Blackflies, the little blackflies…

always a blackfly, no matter where I go
I’ll die with a blackfly pickin’ my bones
In north On-tar-i-o, in north On-tar-io.
(From “Blackfly,” an animated film from the archive of the National Film Board of Canada)

Ah, yes. It’s time for the annual blackfly post.

In Spring, a young angler’s fancy turns to stark dread, dread of small black blood-drinking insects arriving in clouds, swarms, battalions, and armies to drive him to the very brink of madness. As if fishing weren’t madness enough. Allow me to introduce a fly who needs no introduction to any Mainer who even occasionally ventures into the Great Outdoors: Simuliidae.

If you feel the need to curse in an ancient language at the small black bugs that are hacksawing away at your flesh in the Maine woods at this season of the year, then Latin is your language and the Family Simuliidae is your target. You may be surprised, though perhaps not delightfully, to learn that not just one but dozens of species of blackfly are out there lusting for your blood. It’s a large family business, sort of like the Mafia only more annoying. You may be somewhat relieved to know, though I sincerely doubt it, that only the females do the bloodwork. Guy blackflies take their nourishment elsewhere, maybe in guy blackfly taverns. And the old folk “wisdom” that the blackflies are only around from Mother’s Day to Father’s Day? Fake news, mi amigo. A bit of Chamber of Commerce puffery crafted to allay the fears of Visa-bearing tourists who may be headed for Maine.

Modus operandi:
Your lady blackfly is skilled in anesthesia and surgery. When she lands on one of your tender spots (and aren’t they all?) she immediately goes about setting up her OR. First, she numbs the area with her magic saliva. Then out come the power tools. Her little Sawzall opens up the flesh, the blood flows, she drinks. That’s where her Med School training ended. Does she carefully suture the wound and apply a soothing antiseptic? She does not. She moves a few millimeters, to virgin (so to speak) flesh, and repeats the process. Eventually she lumbers off through the skies, a tiny black 747, heavily burdened with your vital body fluids, to find a suitable wet spot to raise her family. By the time you start to itch and swell, she’s moved on.

And itch and swell you will. And bleed, thanks to your tormenter’s limited surgical repertoire. Our pal Trout Boy (not his real name) often staggers out of the woods doing his impression of Chuck Wepner, a New Jersey palooka known as the Bayonne Bleeder, after going 15 rounds with Muhammed Ali.

Defenses are limited. Think Maginot Line. Clothing has been developed that is pre-impregnated with bug repellent. Pullover hooded jackets made of fine mesh are more or less effective. You can see through the mesh, as through a glass darkly, but it’s really hard to change trout flies when you’re wearing it. There is Deet, you think? Well now! Here’s some great news, from an article by E. Ann Poole on the Hike New England website: “Recent findings indicate that Deet-based repellants may actually attract greater numbers.”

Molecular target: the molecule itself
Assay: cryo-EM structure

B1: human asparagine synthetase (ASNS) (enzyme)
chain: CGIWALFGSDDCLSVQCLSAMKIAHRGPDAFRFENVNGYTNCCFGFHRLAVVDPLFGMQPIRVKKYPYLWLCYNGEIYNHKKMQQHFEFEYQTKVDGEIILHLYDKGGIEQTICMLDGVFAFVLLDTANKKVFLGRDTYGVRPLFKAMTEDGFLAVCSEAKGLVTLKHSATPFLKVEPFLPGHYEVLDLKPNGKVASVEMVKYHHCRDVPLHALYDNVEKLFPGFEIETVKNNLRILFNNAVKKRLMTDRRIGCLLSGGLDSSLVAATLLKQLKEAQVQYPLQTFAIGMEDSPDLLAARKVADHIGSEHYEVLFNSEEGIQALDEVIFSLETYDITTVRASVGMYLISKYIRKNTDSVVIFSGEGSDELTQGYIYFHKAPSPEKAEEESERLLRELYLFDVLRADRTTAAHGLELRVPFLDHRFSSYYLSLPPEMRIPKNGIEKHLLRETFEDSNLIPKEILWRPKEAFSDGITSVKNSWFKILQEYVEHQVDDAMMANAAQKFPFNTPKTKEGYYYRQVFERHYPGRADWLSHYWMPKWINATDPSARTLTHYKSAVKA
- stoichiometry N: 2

There are some Deet-free sprays and lotions. I use these in combination and then light a cheap plastic-tipped cigar. I don’t smoke, so the cigar offends me as much as it offends the blackflies but at least it doesn’t draw blood.

In summation, the best advice I can offer you for dealing with blackflies is to follow my example and employ all of the above strategies simultaneously and then stay home.

I hope this helps.




Nick Mills

About Nick Mills

Full disclosure: I was not born in Maine, alas! I was born in Massachusetts, but the family moved to Maine when I was eleven, and I grew up in Thomaston. My dad was skipper of one of the draggers that sailed out of Rockland, in the days when it was a rough-tough working fishing port. When he came in from the sea his favorite activity was freshwater fishing with me and my brother, Peter. We learned together to flyfish for trout in the Alder Stream in Eustis. Once hooked on the sport, pun intended, I fished at every opportunity in every place I could -- in the rivers, streams and ponds of Maine; in the mountain ponds of Utah, where I was stationed for a year in the Army; in high Andean lakes in Colombia, where I served as a Peace Corps Volunteer; even in a lagoon that surrounded one of Saddam Hussein's palaces in Baghdad. I tried once to go trout fishing in northern Afghanistan, when the U.S.S.R. occupied that country; a landslide blocked my path, but that led to a more interesting adventure, which I will tell you about in a future post.